The 3-way cannonball deal that sent David Price to Detroit; Jackson to Seattle; Drew Smyly, Nick Franklin and Willy Adames to Tampa Bay was undoubtedly a direct answer to the Athletics landing Lester. And although the originally reported text from Tigers GM Dave Dombrowski to A’s GM Billy Beane about the deal was false it’s still a nice little storyline. Either way, I think it’s cool to see competitors acknowledge each other instead of ‘coach speak’ oozing from everyone who steps in front of a microphone.

Detroit GM Dave Dombrowski with owner Mike Ilitch in background.
Detroit GM Dave Dombrowski with owner Mike Ilitch in background.

Certainly the Tigers strengthened their starting rotation for this postseason but I think the deal was truly made as an insurance policy. Max Scherzer’s contract expires at the end of the season, he’s playing at an incredible level and he is a Scott Boras client. I can easily see him wearing Yankee pinstripes next year. Now that scenario wouldn’t hurt the Tigers nearly as much. The price Detroit had to pay was an everyday centerfielder. Jackson was pulled off the field minutes before the deadline. Sitting in my seat at Comerica Park I couldn’t quite believe what I was seeing. Never have I been to a game where the starting pitcher and centerfielder don’t finish the game on the same team.

After letting all the ideas marinate in my head I think it’s clear the deadline day winners were the Red Sox and the Braves. Boston made moves for their future, Atlanta acquired for an immediate impact. They picked up the antithesis of every player they have in Emilio Bonifacio. His style of play can really help them going forward. Boston fans should be thrilled though. They’ve now got their corner outfield spots set up for years and a solid middle of the rotation pitcher with a high ceiling.

Boston’s 2014 is looking a lot like their 2012. Of course they won the World Series last year. That’s just something for your baseball brain to snack on going into next season.

For a more in depth look into the Boston Red Sox trade deadline activity check out Matthew Kline’s column.

Detroit Tigers Off-Season Keys

The Detroit Tigers were two wins from playing in two consecutive World Series. If the Tigers fill some key needs they’ll be right back into the mix. Dave Dombrowski is a mastermind; we all know that, so Tigers’ Cult rest assured these needs will be filled.

Tigers GM Dave Dombrowski is a mastermind; we all know that, so Tigers’ Cult rest assured these needs will be filled.

Photo by Keith Allison

A Healthy Miguel Cabrera:

A mid-season back issue began a seemingly never-ending spiral of Miguel Cabrera injuries that included  hip, abdominal wall, and groin injuries. Cabrera underwent offseason surgery and is projected to be ready by spring training, and the Tigers definitely need him. Above all, including the bullpen’s shortcomings, Miguel Cabrera’s lack of production due to injury held the Tigers back. With a healthy Miguel Cabrera and a couple new pieces the Tigers are right back into the World Series discussion.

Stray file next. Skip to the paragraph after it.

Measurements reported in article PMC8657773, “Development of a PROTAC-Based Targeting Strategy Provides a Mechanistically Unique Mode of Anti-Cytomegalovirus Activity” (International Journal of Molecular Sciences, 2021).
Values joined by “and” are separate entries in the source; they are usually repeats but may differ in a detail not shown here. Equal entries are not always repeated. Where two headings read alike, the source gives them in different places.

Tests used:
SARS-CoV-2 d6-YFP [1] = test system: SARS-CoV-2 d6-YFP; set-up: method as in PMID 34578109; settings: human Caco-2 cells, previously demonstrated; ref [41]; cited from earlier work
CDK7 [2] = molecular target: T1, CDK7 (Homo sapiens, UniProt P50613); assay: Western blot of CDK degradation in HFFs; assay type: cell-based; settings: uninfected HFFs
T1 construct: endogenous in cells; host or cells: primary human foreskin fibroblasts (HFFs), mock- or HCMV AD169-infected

Bullpen Depth:

Coming into the offseason it was clear relievers, most importantly a closer, were some of the Tigers biggest offseason needs. Although Dombrowski has solidified the closer spot with the former Minnesota Twin, 39 year old Joe Nathan, you have to believe the trade that sent Doug Fister to the Washington Nationals means solid bullpen arm Drew Smyly will be moved into the starting rotation. The 8th and 9th inning guys are solidified with the 22 year old Bruce Rondon and the aforementioned Nathan in the ninth. Add Al Alburqurque and you’ve got three solid relievers, but the rest of the pen is a bit of a tossup.

Outfielders:

The Tigers need a better bat in the outfield. Everyone thought this would be Nick Castellanos, but trading Prince Fielder to the Texas Rangers will mean shifting Cabrera back to first  base, which means Castellanos will be back at his natural third base spot.

Do the Tigers stick with the route they took last year with Andy Dirks in LF, Austin Jackson in CF, and Hunter in RF? Or do they make a move for a guy like Shin-Soo Choo?

As of now Dombrowski says not to expect any big names being signed, but we have all heard this before. Remember the lead up to the Prince Fielder signing?

Austin Jackson’s bat back:

Getting Austin Jackson’s batting stride and front foot settled are key to the Detroit Tigers offseason.

After hitting .300 with 16 HR 66 RBI and having a OBP of .377 in 2012, Austin Jackson’s 2013 numbers fell to .272, 12 HR 49 RBI and an OBP of .337.

Jackson’s WAR fell to 3.4 in 2013 after he amassed his highest WAR of his career at 5.5 in 2012. On the bright side Jackson hit .318 and had a OBP of .423 in the Boston series, so hopefully that little sliver of success can carry over to the 2014 season.

A Change behind the Plate:

I often notice Alex Avila’s name being drug through the dirt on twitter, I spot people calling for him to be replaced and some tweeters even like to say he is only on the Tigers because of his father, Assistant GM Al Avila. Sure you can criticize Alex for his bat at times but if you dive into what matters most with a catcher, what he is doing behind the plate, you’ll see why Avila is so valuable.

The relationship between a pitcher and catcher is often overlooked, I get it there is no chemistry stat but it’s there and when it is good you can tell:

Alex Avila caught 21 games for Anibal Sanchez. In those games Sanchez had an ERA of 2.42, with other catchers that rose to 2.94.

When Avila was behind the plate catching 18 games for Justin Verlander, Verlander had an ERA of 3.11. With Bryan Holaday and Brayan Pena, now with the Cincinnati Reds, catching Verlander in the other 16 games his ERA rose to 3.85.